The undersigned granted plaintiffs' request for a "prove-up hearing" in each case, and subsequently conducted that hearing on September 29, 2010. In granting the prove-up hearing, the undersigned stated:

The undersigned will grant plaintiffs' request for a "prove-up hearing" in each case, and will specially set that hearing. However, the undersigned notes that plaintiffs' counsel's generalized one-paragraph response to the court's 30-page order, which highlighted serious and specific concerns about the viability of plaintiffs' entitlement to damages in each case, is troubling. It illustrates plaintiffs' counsel's unwillingness to invest the time and effort required to legally and factually substantiate plaintiffs' collective claim for . . . damages. For example, a prove-up hearing, as opposed to an organized and detailed memorandum of points and authorities supported by declarations and documentary evidence, will not provide the court with plaintiffs' precise request for damages and the legal basis for the award of specific categories or types of damages. It appears plaintiffs' counsel would prefer to simply submit testimony and evidence to the court and leave it to the court to determine the legal basis for the damages sought and the amount of damages. Plaintiffs are entitled to take their chances with this less-than-ideal approach, which is the same approach that led to the court's initial denial of plaintiffs' deficient application for default judgment. Nevertheless, although the court will grant plaintiffs in both cases their requested prove-up hearing, it will permit plaintiffs in each case to submit memoranda points and authorities and supporting declarations, as discussed in the court's April 23, 2010 orders, prior to the prove-up hearing.

(Order, July 27, 2010, at 3-4 (footnote omitted), Dillard, Dkt. No. 57; Order, July 21, 2010, at 3-4 (footnote omitted), Galtieri-Carlson, Dkt. No. 43.) Although the court provided plaintiffs with repeated opportunities to file memoranda of points and authorities in support of their damages requests and to submit medical records in advance of the prove-up hearing, none of the plaintiffs submitted memoranda or documentary evidence substantiating the damages sought, except for redundant declarations of plaintiffs that the undersigned already found to be of only limited assistance as to damages.

At the prove-up hearing, the undersigned raised an additional concern regarding whether plaintiffs had adequately established through their pleadings that plaintiffs' exposure to the body wrap products caused the injuries allegedly suffered by plaintiffs. The undersigned provided plaintiffs with an opportunity to submit supplemental briefs as to this issue, and plaintiffs in both cases did so. (Suppl. Br. In Supp. of Pls.' Application for Default J. By Court, Dillard, Dkt. No. 62; Suppl. Br. In Supp. of Pls.' Application for Default J. By Court, Galtieri-Carlson, Dkt. No. 48.) Plaintiffs' counsel made clear at the prove-up hearing and in the most-recent supplemental briefing that "[e]ach plaintiff's individual request for judgment in the amount of $2,000,000 is based on general damages as a result of the physical and emotional harms each Plaintiff has suffered due to exposure to [defendants'] products." (Id.)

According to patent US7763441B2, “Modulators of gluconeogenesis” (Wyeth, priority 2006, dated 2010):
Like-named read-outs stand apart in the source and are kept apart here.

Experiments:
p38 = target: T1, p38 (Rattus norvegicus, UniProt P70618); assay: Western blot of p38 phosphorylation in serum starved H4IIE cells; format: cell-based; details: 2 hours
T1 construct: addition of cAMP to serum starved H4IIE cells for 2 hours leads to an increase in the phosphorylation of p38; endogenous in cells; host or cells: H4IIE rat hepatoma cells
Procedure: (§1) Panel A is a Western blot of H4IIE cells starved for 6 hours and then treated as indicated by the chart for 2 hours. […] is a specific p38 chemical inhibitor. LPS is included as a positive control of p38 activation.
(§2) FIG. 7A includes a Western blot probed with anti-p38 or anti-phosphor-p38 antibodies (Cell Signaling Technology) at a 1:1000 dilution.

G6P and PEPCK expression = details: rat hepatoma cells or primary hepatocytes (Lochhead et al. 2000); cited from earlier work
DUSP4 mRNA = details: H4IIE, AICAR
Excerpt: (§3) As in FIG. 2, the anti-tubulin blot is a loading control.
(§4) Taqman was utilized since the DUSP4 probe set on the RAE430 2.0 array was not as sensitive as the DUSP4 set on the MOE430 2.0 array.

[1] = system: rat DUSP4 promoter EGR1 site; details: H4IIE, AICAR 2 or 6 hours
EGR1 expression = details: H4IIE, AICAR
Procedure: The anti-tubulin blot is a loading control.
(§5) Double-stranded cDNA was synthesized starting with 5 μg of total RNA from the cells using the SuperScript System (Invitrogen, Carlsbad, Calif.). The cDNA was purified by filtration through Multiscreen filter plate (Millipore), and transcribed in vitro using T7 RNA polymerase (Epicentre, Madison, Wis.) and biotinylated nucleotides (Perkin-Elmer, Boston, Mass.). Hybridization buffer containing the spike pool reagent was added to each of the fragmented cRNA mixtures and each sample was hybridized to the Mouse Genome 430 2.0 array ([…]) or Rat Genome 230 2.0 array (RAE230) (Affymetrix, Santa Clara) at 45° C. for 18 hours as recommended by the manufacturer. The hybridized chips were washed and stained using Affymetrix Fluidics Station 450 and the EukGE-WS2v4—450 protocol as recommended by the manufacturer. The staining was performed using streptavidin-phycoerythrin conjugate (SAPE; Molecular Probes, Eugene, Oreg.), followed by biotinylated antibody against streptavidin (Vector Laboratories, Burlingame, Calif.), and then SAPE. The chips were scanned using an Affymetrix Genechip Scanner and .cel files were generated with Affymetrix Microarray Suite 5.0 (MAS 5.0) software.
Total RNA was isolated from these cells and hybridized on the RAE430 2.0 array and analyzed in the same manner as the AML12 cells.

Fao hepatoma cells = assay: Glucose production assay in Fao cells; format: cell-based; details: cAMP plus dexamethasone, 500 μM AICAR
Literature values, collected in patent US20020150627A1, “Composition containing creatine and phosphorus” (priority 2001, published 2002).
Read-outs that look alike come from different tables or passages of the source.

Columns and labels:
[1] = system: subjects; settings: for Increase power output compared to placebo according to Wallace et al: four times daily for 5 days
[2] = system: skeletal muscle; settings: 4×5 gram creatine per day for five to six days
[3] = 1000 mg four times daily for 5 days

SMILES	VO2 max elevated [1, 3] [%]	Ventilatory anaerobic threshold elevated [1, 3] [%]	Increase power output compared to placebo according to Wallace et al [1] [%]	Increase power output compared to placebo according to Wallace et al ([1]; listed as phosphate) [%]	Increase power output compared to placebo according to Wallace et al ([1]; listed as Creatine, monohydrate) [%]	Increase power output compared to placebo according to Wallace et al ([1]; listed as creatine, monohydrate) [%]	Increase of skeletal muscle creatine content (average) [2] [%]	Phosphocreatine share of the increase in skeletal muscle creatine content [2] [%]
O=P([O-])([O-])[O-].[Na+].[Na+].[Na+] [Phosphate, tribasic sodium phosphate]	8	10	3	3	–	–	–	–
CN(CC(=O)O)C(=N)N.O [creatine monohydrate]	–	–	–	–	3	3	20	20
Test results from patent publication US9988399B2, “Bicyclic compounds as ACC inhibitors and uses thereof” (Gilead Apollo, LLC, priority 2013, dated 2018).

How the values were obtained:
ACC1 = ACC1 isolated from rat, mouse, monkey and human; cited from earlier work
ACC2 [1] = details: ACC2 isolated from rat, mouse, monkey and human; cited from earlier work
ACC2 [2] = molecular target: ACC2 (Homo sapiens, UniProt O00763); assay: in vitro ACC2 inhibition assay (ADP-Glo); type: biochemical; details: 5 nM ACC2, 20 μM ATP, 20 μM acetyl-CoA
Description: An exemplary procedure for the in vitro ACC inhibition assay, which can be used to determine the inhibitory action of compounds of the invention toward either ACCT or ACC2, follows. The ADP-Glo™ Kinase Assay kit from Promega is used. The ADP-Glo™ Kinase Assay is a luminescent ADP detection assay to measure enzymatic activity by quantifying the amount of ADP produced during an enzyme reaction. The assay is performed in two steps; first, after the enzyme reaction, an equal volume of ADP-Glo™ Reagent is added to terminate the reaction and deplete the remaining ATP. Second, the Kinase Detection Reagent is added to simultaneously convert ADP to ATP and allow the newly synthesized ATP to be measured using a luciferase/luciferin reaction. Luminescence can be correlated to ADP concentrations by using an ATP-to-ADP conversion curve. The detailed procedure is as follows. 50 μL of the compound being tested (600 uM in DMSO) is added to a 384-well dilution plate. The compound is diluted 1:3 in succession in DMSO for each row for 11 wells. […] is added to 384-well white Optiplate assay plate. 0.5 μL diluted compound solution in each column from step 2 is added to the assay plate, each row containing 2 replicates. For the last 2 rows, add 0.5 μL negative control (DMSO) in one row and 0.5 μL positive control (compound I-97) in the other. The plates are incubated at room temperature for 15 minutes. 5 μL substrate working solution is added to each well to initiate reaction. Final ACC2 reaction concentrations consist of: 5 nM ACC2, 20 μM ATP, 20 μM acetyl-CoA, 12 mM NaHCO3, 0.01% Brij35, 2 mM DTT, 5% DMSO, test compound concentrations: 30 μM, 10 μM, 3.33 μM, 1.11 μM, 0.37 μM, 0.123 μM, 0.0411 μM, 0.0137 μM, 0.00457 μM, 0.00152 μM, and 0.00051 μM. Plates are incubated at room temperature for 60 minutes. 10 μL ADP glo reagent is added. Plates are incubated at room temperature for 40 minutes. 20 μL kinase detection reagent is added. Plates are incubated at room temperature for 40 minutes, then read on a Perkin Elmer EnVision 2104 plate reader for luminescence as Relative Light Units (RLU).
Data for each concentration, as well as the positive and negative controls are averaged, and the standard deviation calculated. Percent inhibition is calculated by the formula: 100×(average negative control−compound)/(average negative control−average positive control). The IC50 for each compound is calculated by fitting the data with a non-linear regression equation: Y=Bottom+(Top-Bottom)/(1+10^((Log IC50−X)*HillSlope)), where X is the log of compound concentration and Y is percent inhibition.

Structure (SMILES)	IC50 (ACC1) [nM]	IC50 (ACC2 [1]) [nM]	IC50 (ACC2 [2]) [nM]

II. LEGAL STANDARDS

Pursuant to Federal Rule of Civil Procedure 55, default may be entered against a party against whom a judgment for affirmative relief is sought who fails to plead or otherwise defend against the action. See Fed. R. Civ. P. 55(a). However, "[a] defendant's default does not automatically entitle the plaintiff to a court-ordered judgment." PepsiCo, Inc. v. Cal. Sec. Cans, 238 F. Supp. 2d 1172, 1174 (C.D. Cal. 2002) (citing Draper v. Coombs, 792 F.2d 915, 924-25 (9th Cir. 1986)). Instead, the decision to grant or deny an application for default judgment lies within the district court's sound discretion. Aldabe v. Aldabe, 616 F.2d 1089, 1092 (9th Cir. 1980). In making this determination, the court considers the following factors:

(1) the possibility of prejudice to the plaintiff, (2) the merits of plaintiff's substantive claim, (3) the sufficiency of the complaint, (4) the sum of money at stake in the action; (5) the possibility of a dispute concerning material facts; (6) whether the default was due to excusable neglect, and (7) the strong policy underlying the Federal Rules of Civil Procedure favoring decisions on the merits.

Eitel v. McCool, 782 F.2d 1470, 1471-72 (9th Cir. 1986). Default judgments are ordinarily disfavored. Id. at 1472.

As a general rule, once default is entered, well-pleaded factual allegations in the operative complaint are taken as true, except for those allegations relating to damages. TeleVideo Sys., Inc. v. Heidenthal, 826 F.2d 915, 917-18 (9th Cir. 1987) (per curiam) (citing Geddes v. United Fin. Group, 559 F.2d 557, 560 (9th Cir. 1977) (per curiam)); accord Fair Housing of Marin v. Combs, 285 F.3d 899, 906 (9th Cir. 2002). In addition, although well-pleaded allegations in the complaint are admitted by a defendant's failure to respond, "necessary facts not contained in the pleadings, and claims which are legally insufficient, are notestablished by default." Cripps v. Life Ins. Co. of N. Am., 980 F.2d 1261, 1267 (9th Cir. 1992) (citing Danning v. Lavine, 572 F.2d 1386, 1388 (9th Cir. 1978)); accord DIRECTV, Inc. v. Hoa Huynh, 503 F.3d 847, 854 (9th Cir. 2007) (stating that a defendant does not admit facts that are not well-pled or conclusions of law); Abney v. Alameida, 334 F. Supp. 2d 1221, 1235 (S.D. Cal. 2004) ("[A] default judgment may not be entered on a legally insufficient claim."). A party's default conclusively establishes that party's liability, although it does not establish the amount of damages. Geddes, 559 F.2d at 560 (stating that although a ...